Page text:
Getting Management to Support Change

How do you get management to support change? At the risk of being overly simplistic, it starts with WIFM — What’s In It For Me? What are their goals? Of course, different leaders will have different goals, based on their function. The CFO tends to focus on reducing expenses and reducing risk. The VP of Sales and Marketing wants to increase revenue and/or market share. The VP of Operations wants to improve operating performance, whatever that means for their industry. And the CEO is probably focused on return to owners/shareholders.

So how will your change help them accomplish their goals? If you can bring hard data, they’ll be more apt to listen. Any numbers you present need to survive the “x2” test – corporate leaders automatically cut the proposed benefits in half and multiply the proposed expenses by 2 in their heads, because people proposing ideas tend to overstate the benefits and understate the costs. Your idea needs to still look good after they do that math.

Secondly, if you can have a low-cost, low-risk, quick-results trial run, they’ll be more likely to say yes. “Let 2 people try this, no more than 2 hours per week, for a month; we’ll need $500 for training” is much more attractive than “We’ll need to invest $250,000 to get started; we hope to have the first results in a year.”

Unfortunately, most leaders, and most staff, are overwhelmed with too many top priorities already. People are stretched so thin that they are not able to take on one more project, no matter how compelling your idea is. So your idea has to be more compelling than the next one in line, which will be started when one of the current projects gets finished, unless you can figure out how to not require any time from people in the organization.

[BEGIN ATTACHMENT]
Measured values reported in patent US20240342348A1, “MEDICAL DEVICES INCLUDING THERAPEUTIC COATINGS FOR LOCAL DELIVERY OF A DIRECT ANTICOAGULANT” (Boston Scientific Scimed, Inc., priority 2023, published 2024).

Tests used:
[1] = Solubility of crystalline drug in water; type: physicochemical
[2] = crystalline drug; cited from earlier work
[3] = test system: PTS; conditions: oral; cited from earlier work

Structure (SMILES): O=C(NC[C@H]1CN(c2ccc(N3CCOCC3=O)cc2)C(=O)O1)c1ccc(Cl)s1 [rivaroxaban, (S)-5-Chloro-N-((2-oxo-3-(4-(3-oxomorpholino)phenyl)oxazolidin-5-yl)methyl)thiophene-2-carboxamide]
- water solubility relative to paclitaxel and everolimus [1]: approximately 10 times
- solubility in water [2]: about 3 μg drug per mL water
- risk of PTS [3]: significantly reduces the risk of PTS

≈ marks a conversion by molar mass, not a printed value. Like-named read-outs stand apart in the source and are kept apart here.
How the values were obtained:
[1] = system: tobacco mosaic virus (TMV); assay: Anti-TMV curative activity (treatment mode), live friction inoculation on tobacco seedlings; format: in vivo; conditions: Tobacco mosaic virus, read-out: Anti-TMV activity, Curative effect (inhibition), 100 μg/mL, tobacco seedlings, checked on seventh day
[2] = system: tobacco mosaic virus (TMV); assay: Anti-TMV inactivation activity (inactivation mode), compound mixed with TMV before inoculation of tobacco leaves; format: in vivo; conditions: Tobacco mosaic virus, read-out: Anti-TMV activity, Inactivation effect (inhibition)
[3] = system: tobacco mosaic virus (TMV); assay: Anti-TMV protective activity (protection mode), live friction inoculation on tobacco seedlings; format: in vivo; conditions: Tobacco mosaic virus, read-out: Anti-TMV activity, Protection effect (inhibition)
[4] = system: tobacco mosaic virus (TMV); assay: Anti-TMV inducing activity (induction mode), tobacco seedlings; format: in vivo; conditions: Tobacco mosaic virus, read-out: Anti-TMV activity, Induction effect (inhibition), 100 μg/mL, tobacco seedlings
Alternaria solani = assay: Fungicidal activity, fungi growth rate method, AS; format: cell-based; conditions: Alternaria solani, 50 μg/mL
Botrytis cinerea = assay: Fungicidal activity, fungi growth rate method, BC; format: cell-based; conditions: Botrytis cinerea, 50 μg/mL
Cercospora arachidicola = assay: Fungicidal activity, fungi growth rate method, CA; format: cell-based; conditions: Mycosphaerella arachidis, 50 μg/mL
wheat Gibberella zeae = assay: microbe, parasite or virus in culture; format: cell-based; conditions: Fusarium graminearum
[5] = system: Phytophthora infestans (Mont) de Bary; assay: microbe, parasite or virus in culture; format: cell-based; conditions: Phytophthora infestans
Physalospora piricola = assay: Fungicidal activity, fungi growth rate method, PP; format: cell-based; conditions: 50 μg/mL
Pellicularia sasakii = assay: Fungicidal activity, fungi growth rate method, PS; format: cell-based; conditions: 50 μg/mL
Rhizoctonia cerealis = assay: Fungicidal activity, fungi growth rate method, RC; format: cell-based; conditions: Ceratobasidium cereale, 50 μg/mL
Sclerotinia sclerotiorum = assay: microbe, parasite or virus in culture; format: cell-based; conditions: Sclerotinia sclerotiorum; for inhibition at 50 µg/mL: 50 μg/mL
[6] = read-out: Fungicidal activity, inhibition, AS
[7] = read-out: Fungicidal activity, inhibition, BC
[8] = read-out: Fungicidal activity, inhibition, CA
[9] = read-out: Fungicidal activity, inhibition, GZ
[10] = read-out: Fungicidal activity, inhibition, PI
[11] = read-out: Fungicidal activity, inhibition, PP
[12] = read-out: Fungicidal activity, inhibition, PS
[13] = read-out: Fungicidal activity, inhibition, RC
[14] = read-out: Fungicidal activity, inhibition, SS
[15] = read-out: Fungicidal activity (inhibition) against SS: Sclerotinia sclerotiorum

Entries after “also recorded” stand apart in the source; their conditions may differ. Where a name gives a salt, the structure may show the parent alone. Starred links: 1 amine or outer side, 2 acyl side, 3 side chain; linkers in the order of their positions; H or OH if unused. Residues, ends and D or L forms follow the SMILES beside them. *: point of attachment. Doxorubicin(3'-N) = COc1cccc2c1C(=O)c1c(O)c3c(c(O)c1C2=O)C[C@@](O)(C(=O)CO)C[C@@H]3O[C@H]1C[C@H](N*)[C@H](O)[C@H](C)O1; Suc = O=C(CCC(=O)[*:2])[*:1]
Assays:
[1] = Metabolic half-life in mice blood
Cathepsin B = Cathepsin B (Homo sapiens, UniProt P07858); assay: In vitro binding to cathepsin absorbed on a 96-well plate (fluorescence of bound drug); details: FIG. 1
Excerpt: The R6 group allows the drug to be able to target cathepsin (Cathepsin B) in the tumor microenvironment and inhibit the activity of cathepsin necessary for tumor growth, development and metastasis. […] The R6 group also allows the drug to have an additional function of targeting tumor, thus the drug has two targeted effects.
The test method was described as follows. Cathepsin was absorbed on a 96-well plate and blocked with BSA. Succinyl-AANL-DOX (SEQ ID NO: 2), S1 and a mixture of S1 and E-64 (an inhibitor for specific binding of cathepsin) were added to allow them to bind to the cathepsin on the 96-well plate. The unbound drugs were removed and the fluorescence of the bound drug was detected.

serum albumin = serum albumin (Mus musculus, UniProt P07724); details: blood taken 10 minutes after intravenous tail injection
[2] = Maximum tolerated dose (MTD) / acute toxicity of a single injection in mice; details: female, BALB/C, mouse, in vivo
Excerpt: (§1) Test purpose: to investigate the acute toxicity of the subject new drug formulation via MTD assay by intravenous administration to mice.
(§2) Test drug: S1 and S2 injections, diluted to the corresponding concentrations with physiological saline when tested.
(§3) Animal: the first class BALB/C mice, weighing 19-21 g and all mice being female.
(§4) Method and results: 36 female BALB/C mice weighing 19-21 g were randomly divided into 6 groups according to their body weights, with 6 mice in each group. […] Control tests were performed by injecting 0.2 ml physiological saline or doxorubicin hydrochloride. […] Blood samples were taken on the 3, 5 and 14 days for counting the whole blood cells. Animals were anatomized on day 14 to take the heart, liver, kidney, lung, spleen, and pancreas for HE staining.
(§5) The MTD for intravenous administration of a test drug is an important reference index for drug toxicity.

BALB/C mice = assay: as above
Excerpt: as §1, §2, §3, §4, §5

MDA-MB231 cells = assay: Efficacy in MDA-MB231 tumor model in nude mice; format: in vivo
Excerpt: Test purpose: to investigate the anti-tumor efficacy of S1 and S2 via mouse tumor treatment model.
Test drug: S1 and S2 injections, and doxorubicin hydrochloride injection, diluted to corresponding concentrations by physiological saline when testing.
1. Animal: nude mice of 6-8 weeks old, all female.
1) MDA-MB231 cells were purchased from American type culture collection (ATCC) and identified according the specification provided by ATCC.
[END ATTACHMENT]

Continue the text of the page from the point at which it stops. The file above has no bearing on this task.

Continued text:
Gary Langenwalter

Be Right or Be In Relationship – Your Choice

Every waking moment, you get to choose: you can be right or be in relationship. This is true everywhere: at work, at home, with your friends.

Life is that simple, and that difficult. Deciding that relationship is more important that being right means you consciously choose to “be wrong”, to be willing to let go of your hard-won truths. In almost all organizations, people are expected to be right – to make the sales forecast come true, to keep expenses to the budgeted amount, to spend only X minutes (or Y seconds) on a customer call… The Goal, Goldratt’s business novel that has sold more than 6 million copies, been translated into 21 languages, and taught in more than 200 colleges and universities, states, “The goal of a business is to make money.” The end of making money justifies the means of doing whatever it takes, as long as it is legal.

However, a little-heralded book (Seven Pillars of Servant Leadership, Sipe and Frick, 2009) demonstrates clearly that for-profit businesses that are based on relationship outperform numbers-based businesses by more than 2 to 1 (24% to 11% annual ROI). And Jim Collins’ “Good to Great” companies earned only 17.5% during the same period. The 11 servant-led companies include Southwest Airlines, Starbucks, Marriott International, and FedEx.

Being right feeds the need to be in control. It manifests itself in power-over, in hierarchy, in fear. It assumes a zero-sum, win/lose, competitive world. It is based in competitive individualism, “it’s all about me.”

Being in relationship supports creativity and messiness and holism. It manifests itself in peer-to-peer, self-organized teams and groups, and in love (even in the workplace!) It creates a win/win, cooperative world, in which all persons benefit. It creates supportive community.

You can be right, or you can be in relationship. You get to choose, every waking moment.

I welcome your comments.

Gary Langenwalter